To Corre'ct. v.a. [corrigo correctum, Latin.]
- To punish; to chastise; to discipline.
Sad accidents, and a state of affliction, is a school of virtue; it corrects levity, and interrupts the confidence of sinning. Tayl.
After he has once been corrected for a lie, you must be sure never after to pardon it in him. Locke on Education.
Children being to be restrained by the parents only in vicious things, a look or nod only ought to correct them, when they do amiss. Locke on Education.
- To amend; to take away faults, in writings or life.
This is a defect in the first make of some men's minds, which can scarce ever be corrected afterwards, either by learning or age. Burnet's Theory of the Earth, Preface.
Correcting nature, from what actually she is in individuals, to what she ought to be, and what she was created. Dryden.
I writ, because it amused me; I corrected, because it was as pleasant to me to correct as to write. Pope's Preface.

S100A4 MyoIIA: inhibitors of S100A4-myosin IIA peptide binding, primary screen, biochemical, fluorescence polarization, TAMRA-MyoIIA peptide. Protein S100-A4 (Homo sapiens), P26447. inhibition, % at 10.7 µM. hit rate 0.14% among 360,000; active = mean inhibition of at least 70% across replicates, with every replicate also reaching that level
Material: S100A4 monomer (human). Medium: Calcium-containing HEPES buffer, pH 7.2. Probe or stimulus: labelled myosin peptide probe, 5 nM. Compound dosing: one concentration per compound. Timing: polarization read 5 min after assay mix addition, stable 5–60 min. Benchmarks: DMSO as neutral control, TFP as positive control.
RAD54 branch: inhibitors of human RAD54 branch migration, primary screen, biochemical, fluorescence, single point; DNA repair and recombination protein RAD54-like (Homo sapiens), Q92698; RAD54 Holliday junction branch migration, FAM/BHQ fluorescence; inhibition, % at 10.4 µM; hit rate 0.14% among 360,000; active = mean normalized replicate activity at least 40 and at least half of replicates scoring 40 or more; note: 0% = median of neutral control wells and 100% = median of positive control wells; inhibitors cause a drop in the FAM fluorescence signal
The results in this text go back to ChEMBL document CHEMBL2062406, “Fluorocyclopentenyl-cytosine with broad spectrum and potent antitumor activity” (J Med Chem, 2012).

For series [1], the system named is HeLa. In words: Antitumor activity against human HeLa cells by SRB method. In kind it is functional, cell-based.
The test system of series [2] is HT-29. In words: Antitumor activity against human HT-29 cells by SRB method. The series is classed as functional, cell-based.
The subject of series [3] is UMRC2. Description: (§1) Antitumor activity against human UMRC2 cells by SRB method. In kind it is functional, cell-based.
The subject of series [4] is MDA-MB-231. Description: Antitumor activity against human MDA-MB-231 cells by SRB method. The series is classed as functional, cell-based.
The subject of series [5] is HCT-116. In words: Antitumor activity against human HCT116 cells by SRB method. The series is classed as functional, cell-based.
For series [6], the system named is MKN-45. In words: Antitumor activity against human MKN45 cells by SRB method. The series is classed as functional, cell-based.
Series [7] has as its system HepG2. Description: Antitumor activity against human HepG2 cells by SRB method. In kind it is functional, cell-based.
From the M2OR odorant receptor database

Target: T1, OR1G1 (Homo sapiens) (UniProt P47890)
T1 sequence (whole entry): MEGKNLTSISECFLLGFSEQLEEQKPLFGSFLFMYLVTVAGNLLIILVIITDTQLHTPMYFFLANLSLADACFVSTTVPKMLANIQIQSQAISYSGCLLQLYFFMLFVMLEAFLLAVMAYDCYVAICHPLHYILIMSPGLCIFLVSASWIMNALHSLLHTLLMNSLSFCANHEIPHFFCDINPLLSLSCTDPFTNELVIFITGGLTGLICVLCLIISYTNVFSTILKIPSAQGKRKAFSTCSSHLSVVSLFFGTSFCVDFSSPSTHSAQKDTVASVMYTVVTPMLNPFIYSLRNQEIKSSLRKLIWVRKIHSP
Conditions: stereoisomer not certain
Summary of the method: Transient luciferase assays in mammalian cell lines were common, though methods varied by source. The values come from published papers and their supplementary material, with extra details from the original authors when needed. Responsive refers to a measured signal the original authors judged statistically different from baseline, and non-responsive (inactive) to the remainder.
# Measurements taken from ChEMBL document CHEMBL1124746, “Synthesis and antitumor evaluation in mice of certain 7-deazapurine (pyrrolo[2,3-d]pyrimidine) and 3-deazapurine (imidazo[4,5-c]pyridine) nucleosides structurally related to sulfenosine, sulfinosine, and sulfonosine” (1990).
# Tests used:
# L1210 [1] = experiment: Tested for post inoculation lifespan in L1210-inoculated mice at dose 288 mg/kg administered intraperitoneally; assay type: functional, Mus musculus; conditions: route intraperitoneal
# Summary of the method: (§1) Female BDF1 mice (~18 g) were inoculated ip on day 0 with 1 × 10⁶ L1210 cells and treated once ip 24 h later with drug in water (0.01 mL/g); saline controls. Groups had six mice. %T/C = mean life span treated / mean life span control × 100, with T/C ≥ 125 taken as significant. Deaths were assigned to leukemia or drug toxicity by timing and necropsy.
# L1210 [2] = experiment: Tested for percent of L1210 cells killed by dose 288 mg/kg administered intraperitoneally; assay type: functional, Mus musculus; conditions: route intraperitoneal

The mind may cool, and be at leisure to attend to its domestick concern; to consider what habit wants to be corrected, and what inclination to be subdued. Rogers's Sermons.
- To obviate the qualities of one ingredient by another, or by any method of preparation.
As in habitual gout or stone,
The only thing that can be done,
Is to correct your drink and diet,
And keep the inward foe in quiet. Prior.
In cases of acidity, water is the proper drink: its quality of relaxing may be corrected by boiling it with some animal substances; as ivory or hartshorn. Arbuthnot on Aliments.
- To remark fault.